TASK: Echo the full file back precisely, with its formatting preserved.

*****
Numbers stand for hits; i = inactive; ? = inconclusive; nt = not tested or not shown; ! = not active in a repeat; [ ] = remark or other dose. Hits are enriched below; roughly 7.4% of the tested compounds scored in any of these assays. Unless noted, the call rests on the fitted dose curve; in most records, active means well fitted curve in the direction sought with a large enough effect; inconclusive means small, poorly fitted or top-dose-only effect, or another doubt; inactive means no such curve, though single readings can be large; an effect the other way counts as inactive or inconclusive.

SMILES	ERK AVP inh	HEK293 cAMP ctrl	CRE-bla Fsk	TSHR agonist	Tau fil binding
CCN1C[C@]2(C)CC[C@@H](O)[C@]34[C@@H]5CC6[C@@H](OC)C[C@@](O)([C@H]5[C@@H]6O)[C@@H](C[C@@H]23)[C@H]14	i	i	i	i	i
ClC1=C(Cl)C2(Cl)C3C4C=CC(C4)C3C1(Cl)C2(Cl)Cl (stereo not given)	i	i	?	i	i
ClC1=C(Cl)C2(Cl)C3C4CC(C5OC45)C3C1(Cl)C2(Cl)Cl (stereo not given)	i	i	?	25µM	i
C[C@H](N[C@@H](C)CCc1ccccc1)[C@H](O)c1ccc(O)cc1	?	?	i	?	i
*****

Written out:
Numbers stand for hits; i = inactive; ? = inconclusive; nt = not tested or not shown; ! = not active in a repeat; [ ] = remark or other dose. Hits are enriched below; roughly 7.4% of the tested compounds scored in any of these assays. Unless noted, the call rests on the fitted dose curve; in most records, active means well fitted curve in the direction sought with a large enough effect; inconclusive means small, poorly fitted or top-dose-only effect, or another doubt; inactive means no such curve, though single readings can be large; an effect the other way counts as inactive or inconclusive.

SMILES	ERK AVP inh	HEK293 cAMP ctrl	CRE-bla Fsk	TSHR agonist	Tau fil binding
CCN1C[C@]2(C)CC[C@@H](O)[C@]34[C@@H]5CC6[C@@H](OC)C[C@@](O)([C@H]5[C@@H]6O)[C@@H](C[C@@H]23)[C@H]14	i	i	i	i	i
ClC1=C(Cl)C2(Cl)C3C4C=CC(C4)C3C1(Cl)C2(Cl)Cl (stereo not given)	i	i	?	i	i
ClC1=C(Cl)C2(Cl)C3C4CC(C5OC45)C3C1(Cl)C2(Cl)Cl (stereo not given)	i	i	?	25µM	i
C[C@H](N[C@@H](C)CCc1ccccc1)[C@H](O)c1ccc(O)cc1	?	?	i	?	i